Reviewed by David Goudsward
Hunter Shea’s latest opus sends mixed messages. It starts off like a Peter Benchley novel, drifts off into a hybrid of a Dan Brown conspiracy and a Robin Cook medical thriller, by way of a Loren Coleman cryptozoology report before settling down into an old fashioned “who’s stalking who” novel with copious amounts of blood and violence.
A small Long Island town is plagued by reports of bloodthirsty (and apparently contagious) creatures that do not seem to be of a recognizable species. The local cops are baffled, but there are those who think it may have something to do with a nearby island with a top secret military lab.
It’s an entertaining read, but there are problems. Aside from a completely unbelievable moment when the military sends in a highly trained special ops team who immediately panic and disobey orders, almost all the issues come from weak editing. A stronger editorial presence would not have allowed text that could be improved with minor changes. These issues include jarring transitions between scenes with different characters, causing readers to have to pause and remember who was doing what where; and scattered odd descriptions that sound more like a pulp era detective novel than a contemporary thriller. It detracts from Shea’s solid pacing and narrative skills, and Shea’s story telling is able to rise above these shortcomings inflicted on the publisher side of the equation.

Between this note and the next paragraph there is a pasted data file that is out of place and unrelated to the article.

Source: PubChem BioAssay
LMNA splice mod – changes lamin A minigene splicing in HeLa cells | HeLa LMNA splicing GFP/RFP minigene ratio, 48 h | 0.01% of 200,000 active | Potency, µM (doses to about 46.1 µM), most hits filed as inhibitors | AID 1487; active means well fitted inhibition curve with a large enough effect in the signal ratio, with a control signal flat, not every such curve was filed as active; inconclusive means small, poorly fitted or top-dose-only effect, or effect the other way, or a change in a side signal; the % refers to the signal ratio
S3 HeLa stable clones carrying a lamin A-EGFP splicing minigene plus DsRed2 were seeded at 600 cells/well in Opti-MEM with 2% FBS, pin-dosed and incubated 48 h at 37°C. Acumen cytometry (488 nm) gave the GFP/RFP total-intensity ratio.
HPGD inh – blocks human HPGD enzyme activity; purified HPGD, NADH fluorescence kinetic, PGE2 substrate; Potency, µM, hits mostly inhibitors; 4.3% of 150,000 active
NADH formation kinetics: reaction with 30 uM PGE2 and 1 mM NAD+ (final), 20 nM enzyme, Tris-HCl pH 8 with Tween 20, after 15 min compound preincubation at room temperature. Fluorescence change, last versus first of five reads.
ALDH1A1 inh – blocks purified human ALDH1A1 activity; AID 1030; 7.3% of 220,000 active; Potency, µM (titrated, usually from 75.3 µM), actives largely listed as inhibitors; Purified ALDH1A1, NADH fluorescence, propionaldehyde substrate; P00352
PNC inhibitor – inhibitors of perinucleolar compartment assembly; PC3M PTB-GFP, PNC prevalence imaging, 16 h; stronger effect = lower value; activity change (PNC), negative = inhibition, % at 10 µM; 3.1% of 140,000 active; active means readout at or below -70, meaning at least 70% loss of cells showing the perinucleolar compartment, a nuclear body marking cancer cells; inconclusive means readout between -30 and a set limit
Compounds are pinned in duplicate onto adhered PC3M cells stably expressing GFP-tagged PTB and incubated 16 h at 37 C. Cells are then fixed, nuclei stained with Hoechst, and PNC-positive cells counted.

The Montauk Monster is a fun summer read for the horror fan. It’s gory enough to appeal, but should be considered a guilty pleasure of the season, like riding a moped in white socks and sandals— it’s fun, but not something you really want to be caught doing by friends. Just don’t start reading it on the beach. You may find yourself drawn into a plot that’s a little too close for comfort as the tide rolls in.
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